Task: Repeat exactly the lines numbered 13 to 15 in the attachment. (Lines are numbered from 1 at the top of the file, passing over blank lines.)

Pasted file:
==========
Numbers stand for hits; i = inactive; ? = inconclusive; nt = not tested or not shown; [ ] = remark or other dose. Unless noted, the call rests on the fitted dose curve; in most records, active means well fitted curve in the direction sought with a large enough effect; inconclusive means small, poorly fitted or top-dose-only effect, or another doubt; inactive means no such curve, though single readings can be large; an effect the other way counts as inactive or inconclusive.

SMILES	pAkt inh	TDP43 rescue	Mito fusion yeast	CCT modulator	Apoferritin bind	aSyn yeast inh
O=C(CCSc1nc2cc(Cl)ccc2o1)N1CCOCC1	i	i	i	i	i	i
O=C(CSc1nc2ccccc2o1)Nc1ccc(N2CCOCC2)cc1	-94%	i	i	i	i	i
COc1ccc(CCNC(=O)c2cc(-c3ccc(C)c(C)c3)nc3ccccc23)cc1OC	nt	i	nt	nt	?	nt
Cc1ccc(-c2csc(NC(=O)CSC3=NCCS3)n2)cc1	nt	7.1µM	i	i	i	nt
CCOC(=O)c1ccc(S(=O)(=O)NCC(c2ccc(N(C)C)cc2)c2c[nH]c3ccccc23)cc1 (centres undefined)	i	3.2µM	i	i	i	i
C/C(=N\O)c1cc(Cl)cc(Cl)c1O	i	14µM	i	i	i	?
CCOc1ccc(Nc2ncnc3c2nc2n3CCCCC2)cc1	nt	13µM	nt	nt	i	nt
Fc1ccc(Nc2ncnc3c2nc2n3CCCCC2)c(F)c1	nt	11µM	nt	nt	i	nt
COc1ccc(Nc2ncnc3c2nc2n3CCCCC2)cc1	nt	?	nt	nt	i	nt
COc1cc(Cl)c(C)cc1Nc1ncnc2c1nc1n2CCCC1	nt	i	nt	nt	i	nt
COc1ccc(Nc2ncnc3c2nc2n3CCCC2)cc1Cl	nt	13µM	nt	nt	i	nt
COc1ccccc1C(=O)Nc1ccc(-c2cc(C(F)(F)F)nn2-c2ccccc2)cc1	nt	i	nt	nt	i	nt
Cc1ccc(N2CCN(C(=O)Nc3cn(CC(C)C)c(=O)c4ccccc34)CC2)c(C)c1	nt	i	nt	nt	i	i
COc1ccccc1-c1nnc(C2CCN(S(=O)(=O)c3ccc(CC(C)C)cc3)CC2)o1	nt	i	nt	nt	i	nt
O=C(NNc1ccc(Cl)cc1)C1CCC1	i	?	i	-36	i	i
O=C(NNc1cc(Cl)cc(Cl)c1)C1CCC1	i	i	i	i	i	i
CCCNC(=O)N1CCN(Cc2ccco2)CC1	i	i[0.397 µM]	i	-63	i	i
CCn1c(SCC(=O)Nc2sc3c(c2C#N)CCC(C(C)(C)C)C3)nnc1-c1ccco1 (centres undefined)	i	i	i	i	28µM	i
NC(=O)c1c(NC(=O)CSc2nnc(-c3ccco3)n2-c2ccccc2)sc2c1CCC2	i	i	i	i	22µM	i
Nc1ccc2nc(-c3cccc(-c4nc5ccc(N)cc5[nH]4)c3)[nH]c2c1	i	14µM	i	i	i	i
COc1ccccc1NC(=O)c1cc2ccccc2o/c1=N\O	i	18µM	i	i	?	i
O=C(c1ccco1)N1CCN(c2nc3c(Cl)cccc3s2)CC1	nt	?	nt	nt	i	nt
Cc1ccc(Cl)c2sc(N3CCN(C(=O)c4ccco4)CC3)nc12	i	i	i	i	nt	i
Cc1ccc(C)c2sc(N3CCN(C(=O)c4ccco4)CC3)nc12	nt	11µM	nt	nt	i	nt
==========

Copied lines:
COc1ccc(Nc2ncnc3c2nc2n3CCCC2)cc1Cl	nt	13µM	nt	nt	i	nt
COc1ccccc1C(=O)Nc1ccc(-c2cc(C(F)(F)F)nn2-c2ccccc2)cc1	nt	i	nt	nt	i	nt
Cc1ccc(N2CCN(C(=O)Nc3cn(CC(C)C)c(=O)c4ccccc34)CC2)c(C)c1	nt	i	nt	nt	i	i